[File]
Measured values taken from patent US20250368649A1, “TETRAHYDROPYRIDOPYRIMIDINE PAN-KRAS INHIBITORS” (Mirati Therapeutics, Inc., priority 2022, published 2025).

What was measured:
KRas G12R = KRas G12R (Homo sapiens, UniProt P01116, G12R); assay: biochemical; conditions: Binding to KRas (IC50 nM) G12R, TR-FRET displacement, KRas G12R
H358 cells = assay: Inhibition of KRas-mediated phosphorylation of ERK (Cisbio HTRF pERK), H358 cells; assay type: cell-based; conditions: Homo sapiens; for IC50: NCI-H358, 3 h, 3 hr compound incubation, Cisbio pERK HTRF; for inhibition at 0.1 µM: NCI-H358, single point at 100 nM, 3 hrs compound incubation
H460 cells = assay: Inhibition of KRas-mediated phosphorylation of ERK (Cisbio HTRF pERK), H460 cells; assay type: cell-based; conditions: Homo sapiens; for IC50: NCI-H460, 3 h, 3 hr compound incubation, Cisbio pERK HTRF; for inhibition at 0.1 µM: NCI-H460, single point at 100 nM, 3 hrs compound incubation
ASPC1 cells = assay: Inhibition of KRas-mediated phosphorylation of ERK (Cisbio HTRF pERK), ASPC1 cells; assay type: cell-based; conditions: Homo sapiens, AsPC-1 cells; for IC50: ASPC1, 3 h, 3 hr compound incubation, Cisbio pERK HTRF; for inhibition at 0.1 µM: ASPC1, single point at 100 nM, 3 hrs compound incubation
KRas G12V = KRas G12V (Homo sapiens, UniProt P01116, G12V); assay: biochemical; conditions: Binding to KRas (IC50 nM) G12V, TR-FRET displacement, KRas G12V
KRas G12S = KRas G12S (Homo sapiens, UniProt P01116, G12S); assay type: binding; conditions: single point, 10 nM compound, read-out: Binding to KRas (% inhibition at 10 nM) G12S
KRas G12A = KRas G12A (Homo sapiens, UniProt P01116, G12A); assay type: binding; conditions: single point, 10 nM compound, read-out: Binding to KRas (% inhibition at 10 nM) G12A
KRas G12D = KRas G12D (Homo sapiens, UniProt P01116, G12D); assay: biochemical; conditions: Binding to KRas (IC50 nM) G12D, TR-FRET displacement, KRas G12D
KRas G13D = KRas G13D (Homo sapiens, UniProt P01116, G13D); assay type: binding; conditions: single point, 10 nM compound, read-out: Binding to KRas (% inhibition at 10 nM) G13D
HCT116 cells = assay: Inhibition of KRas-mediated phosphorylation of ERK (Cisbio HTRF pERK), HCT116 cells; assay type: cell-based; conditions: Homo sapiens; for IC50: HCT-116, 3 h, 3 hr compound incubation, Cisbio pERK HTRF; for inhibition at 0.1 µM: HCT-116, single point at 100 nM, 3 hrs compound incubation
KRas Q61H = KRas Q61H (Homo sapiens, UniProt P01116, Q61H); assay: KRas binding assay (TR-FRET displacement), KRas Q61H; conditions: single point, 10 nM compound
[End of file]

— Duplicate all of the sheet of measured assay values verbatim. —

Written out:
Measured values taken from patent US20250368649A1, “TETRAHYDROPYRIDOPYRIMIDINE PAN-KRAS INHIBITORS” (Mirati Therapeutics, Inc., priority 2022, published 2025).

What was measured:
KRas G12R = KRas G12R (Homo sapiens, UniProt P01116, G12R); assay: biochemical; conditions: Binding to KRas (IC50 nM) G12R, TR-FRET displacement, KRas G12R
H358 cells = assay: Inhibition of KRas-mediated phosphorylation of ERK (Cisbio HTRF pERK), H358 cells; assay type: cell-based; conditions: Homo sapiens; for IC50: NCI-H358, 3 h, 3 hr compound incubation, Cisbio pERK HTRF; for inhibition at 0.1 µM: NCI-H358, single point at 100 nM, 3 hrs compound incubation
H460 cells = assay: Inhibition of KRas-mediated phosphorylation of ERK (Cisbio HTRF pERK), H460 cells; assay type: cell-based; conditions: Homo sapiens; for IC50: NCI-H460, 3 h, 3 hr compound incubation, Cisbio pERK HTRF; for inhibition at 0.1 µM: NCI-H460, single point at 100 nM, 3 hrs compound incubation
ASPC1 cells = assay: Inhibition of KRas-mediated phosphorylation of ERK (Cisbio HTRF pERK), ASPC1 cells; assay type: cell-based; conditions: Homo sapiens, AsPC-1 cells; for IC50: ASPC1, 3 h, 3 hr compound incubation, Cisbio pERK HTRF; for inhibition at 0.1 µM: ASPC1, single point at 100 nM, 3 hrs compound incubation
KRas G12V = KRas G12V (Homo sapiens, UniProt P01116, G12V); assay: biochemical; conditions: Binding to KRas (IC50 nM) G12V, TR-FRET displacement, KRas G12V
KRas G12S = KRas G12S (Homo sapiens, UniProt P01116, G12S); assay type: binding; conditions: single point, 10 nM compound, read-out: Binding to KRas (% inhibition at 10 nM) G12S
KRas G12A = KRas G12A (Homo sapiens, UniProt P01116, G12A); assay type: binding; conditions: single point, 10 nM compound, read-out: Binding to KRas (% inhibition at 10 nM) G12A
KRas G12D = KRas G12D (Homo sapiens, UniProt P01116, G12D); assay: biochemical; conditions: Binding to KRas (IC50 nM) G12D, TR-FRET displacement, KRas G12D
KRas G13D = KRas G13D (Homo sapiens, UniProt P01116, G13D); assay type: binding; conditions: single point, 10 nM compound, read-out: Binding to KRas (% inhibition at 10 nM) G13D
HCT116 cells = assay: Inhibition of KRas-mediated phosphorylation of ERK (Cisbio HTRF pERK), HCT116 cells; assay type: cell-based; conditions: Homo sapiens; for IC50: HCT-116, 3 h, 3 hr compound incubation, Cisbio pERK HTRF; for inhibition at 0.1 µM: HCT-116, single point at 100 nM, 3 hrs compound incubation
KRas Q61H = KRas Q61H (Homo sapiens, UniProt P01116, Q61H); assay: KRas binding assay (TR-FRET displacement), KRas Q61H; conditions: single point, 10 nM compound